There is a marked gap between the number of male and female students enrolled in computer science in schools. That means very few women are entering into a computing career. This is a concern because of the lack of women in information systems careers can, actually, slow down the economy. Not only that, but the risk trickles down to companies who are missing out on the more diverse teams that studies say will make their businesses more successful.
There are a host of benefits in acquiring female talent, one being better returns. Women, when placed in general leadership positions, can offer far higher returns to shareholders and investors.
The fact that there are fewer women within the IT industry means that they can be challenging to find, let alone attract a business. However, there are ways to locate the talented female coders you seek.
Do you currently know any female developers? If you don’t, chances are you won’t be able to use your existing networking channels to find them. Instead, try and connect with individuals from other networks and explore your opportunities there.
Are there women who are already working for your organisation that would be a good fit in a developer role? Identify the strengths and qualities you want in a female developer, and then set about finding and interviewing them. Ensuring that potential female developers feel supported and encouraged will help them to feel more comfortable with new challenges.
But the challenge lies not only in finding women to work for your company; it also requires a change in the way your existing company culture is structured. It requires you to effect a difference in how women developers are perceived by those who already work for your company.
If you are currently working with teams of male coders but want to harness female talent, a culture change will likely be necessary. Many business owners believe that new female team members will adapt to the existing company culture. However, this won’t be beneficial to the new team member or your business. To make any team member feel welcome, you must understand how they communicate, and then learn how to communicate in their language. That includes new female team members.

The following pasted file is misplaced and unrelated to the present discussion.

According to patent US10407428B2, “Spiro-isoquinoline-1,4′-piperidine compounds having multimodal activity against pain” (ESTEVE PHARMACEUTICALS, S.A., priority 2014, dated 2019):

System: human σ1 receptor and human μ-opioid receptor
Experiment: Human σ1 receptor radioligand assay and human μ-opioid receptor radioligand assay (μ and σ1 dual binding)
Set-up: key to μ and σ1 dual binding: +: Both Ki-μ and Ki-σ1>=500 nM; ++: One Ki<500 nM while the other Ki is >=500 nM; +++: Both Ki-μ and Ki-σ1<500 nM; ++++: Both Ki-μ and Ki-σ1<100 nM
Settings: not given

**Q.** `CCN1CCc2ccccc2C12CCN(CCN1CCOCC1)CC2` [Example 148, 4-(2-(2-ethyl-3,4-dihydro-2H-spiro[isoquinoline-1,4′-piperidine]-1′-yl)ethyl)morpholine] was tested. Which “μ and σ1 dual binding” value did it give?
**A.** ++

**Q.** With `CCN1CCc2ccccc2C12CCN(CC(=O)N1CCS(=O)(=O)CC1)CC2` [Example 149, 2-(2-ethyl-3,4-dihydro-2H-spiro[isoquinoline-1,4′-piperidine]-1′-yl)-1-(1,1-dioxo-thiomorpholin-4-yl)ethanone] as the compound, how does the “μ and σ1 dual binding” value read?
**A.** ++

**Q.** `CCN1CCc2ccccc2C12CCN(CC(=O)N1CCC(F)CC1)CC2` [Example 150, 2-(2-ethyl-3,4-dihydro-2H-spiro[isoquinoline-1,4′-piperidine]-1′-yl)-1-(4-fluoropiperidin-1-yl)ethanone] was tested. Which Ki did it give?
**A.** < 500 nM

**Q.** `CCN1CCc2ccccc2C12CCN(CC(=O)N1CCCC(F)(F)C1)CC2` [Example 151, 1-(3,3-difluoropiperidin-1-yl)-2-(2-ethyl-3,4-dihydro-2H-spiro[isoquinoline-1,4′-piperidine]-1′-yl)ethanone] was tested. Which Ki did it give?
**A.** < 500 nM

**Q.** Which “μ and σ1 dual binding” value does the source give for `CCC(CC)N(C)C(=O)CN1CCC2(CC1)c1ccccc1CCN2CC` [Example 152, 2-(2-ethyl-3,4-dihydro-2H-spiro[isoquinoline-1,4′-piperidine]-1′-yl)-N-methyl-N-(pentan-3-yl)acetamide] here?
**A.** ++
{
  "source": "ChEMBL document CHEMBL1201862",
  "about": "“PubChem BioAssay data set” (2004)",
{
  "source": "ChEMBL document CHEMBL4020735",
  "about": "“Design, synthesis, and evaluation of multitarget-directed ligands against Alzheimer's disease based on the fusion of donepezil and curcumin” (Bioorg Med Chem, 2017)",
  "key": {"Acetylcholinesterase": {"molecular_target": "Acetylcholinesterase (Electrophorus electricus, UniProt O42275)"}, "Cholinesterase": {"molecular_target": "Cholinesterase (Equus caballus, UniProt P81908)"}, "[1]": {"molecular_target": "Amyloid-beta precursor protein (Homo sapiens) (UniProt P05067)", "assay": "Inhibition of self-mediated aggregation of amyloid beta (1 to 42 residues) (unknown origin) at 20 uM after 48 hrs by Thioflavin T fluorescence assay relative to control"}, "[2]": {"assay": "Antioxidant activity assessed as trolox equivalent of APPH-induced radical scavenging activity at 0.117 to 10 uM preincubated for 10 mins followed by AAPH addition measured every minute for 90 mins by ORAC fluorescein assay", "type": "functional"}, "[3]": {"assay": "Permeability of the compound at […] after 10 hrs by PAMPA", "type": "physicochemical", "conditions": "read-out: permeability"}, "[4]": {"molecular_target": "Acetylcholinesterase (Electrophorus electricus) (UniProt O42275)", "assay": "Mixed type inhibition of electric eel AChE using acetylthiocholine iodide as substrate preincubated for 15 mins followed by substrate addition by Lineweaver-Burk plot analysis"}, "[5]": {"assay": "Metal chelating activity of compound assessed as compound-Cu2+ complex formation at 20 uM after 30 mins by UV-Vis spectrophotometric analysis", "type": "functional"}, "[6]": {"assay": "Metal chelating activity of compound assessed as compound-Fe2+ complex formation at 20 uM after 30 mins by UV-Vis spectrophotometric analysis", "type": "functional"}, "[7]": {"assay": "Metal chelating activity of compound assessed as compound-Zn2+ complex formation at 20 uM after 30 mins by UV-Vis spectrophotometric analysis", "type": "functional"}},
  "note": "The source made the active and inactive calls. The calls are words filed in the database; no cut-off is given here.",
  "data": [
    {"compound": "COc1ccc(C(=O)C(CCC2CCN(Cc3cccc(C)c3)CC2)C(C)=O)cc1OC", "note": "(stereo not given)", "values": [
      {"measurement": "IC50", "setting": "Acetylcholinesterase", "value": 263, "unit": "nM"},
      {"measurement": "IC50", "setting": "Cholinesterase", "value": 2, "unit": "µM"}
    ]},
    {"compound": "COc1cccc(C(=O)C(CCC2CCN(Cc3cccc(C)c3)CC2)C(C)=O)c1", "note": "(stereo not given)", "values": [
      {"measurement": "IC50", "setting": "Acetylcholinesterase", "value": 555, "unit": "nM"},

A non-competitive culture can provide far more benefits to your company than a competitive one. When everyone is on the same playing field, individual talent can be utilised far more efficiently. This kind of environment places importance and value on all team members and can present a much more welcoming place for coders of all genders to work.
Believe it or not, talking about the work-life balance your company offers will not impress female interviewees. A woman engineer, coder or developer will be interested in the challenges they will be solving at your company, just as male interviewees would. If you have a set of especially tricky problems that you are dealing with, put the spotlight on these at the interview.
Some studies suggest that even simply removing any gendered pronouns from employee communication before handing it to your team can be enough. When management shows no gender bias, it can set an example for employees. Although this may seem like a simple solution, it can go a long way when communicating with existing and potential employees, regardless of gender.